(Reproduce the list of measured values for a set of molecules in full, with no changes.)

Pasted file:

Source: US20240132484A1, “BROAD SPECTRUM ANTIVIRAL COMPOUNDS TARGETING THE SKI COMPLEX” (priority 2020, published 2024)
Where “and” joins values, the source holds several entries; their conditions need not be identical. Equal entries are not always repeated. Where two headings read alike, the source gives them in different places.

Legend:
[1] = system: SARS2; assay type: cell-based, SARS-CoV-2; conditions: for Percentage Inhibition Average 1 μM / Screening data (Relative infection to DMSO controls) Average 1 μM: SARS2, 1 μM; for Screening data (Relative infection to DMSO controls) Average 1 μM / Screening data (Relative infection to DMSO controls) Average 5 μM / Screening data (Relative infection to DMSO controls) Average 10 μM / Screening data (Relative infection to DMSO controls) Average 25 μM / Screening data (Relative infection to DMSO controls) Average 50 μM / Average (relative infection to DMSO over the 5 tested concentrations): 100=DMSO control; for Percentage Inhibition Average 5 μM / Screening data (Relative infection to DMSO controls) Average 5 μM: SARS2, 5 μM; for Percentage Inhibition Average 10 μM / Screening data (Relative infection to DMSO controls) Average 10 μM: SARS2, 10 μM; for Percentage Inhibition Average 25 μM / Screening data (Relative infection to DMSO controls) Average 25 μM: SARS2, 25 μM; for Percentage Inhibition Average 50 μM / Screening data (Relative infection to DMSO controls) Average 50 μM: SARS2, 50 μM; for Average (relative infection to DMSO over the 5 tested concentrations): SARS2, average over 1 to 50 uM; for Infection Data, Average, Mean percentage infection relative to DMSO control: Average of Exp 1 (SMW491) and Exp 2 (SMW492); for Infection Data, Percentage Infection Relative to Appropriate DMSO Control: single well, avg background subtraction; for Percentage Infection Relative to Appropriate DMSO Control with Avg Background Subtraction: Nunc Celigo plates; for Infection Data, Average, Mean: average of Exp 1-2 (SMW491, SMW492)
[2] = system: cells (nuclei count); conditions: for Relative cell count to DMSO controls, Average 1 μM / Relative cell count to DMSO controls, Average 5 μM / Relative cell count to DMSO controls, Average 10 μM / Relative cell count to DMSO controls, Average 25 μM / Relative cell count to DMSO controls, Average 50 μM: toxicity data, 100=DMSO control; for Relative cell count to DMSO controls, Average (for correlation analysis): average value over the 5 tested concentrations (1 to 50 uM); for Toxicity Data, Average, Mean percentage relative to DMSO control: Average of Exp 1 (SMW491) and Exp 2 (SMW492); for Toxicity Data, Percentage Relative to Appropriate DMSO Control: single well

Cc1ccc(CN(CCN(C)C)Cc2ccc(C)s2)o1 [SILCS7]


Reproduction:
Source: US20240132484A1, “BROAD SPECTRUM ANTIVIRAL COMPOUNDS TARGETING THE SKI COMPLEX” (priority 2020, published 2024)
Where “and” joins values, the source holds several entries; their conditions need not be identical. Equal entries are not always repeated. Where two headings read alike, the source gives them in different places.

Legend:
[1] = system: SARS2; assay type: cell-based, SARS-CoV-2; conditions: for Percentage Inhibition Average 1 μM / Screening data (Relative infection to DMSO controls) Average 1 μM: SARS2, 1 μM; for Screening data (Relative infection to DMSO controls) Average 1 μM / Screening data (Relative infection to DMSO controls) Average 5 μM / Screening data (Relative infection to DMSO controls) Average 10 μM / Screening data (Relative infection to DMSO controls) Average 25 μM / Screening data (Relative infection to DMSO controls) Average 50 μM / Average (relative infection to DMSO over the 5 tested concentrations): 100=DMSO control; for Percentage Inhibition Average 5 μM / Screening data (Relative infection to DMSO controls) Average 5 μM: SARS2, 5 μM; for Percentage Inhibition Average 10 μM / Screening data (Relative infection to DMSO controls) Average 10 μM: SARS2, 10 μM; for Percentage Inhibition Average 25 μM / Screening data (Relative infection to DMSO controls) Average 25 μM: SARS2, 25 μM; for Percentage Inhibition Average 50 μM / Screening data (Relative infection to DMSO controls) Average 50 μM: SARS2, 50 μM; for Average (relative infection to DMSO over the 5 tested concentrations): SARS2, average over 1 to 50 uM; for Infection Data, Average, Mean percentage infection relative to DMSO control: Average of Exp 1 (SMW491) and Exp 2 (SMW492); for Infection Data, Percentage Infection Relative to Appropriate DMSO Control: single well, avg background subtraction; for Percentage Infection Relative to Appropriate DMSO Control with Avg Background Subtraction: Nunc Celigo plates; for Infection Data, Average, Mean: average of Exp 1-2 (SMW491, SMW492)
[2] = system: cells (nuclei count); conditions: for Relative cell count to DMSO controls, Average 1 μM / Relative cell count to DMSO controls, Average 5 μM / Relative cell count to DMSO controls, Average 10 μM / Relative cell count to DMSO controls, Average 25 μM / Relative cell count to DMSO controls, Average 50 μM: toxicity data, 100=DMSO control; for Relative cell count to DMSO controls, Average (for correlation analysis): average value over the 5 tested concentrations (1 to 50 uM); for Toxicity Data, Average, Mean percentage relative to DMSO control: Average of Exp 1 (SMW491) and Exp 2 (SMW492); for Toxicity Data, Percentage Relative to Appropriate DMSO Control: single well

Cc1ccc(CN(CCN(C)C)Cc2ccc(C)s2)o1 [SILCS7]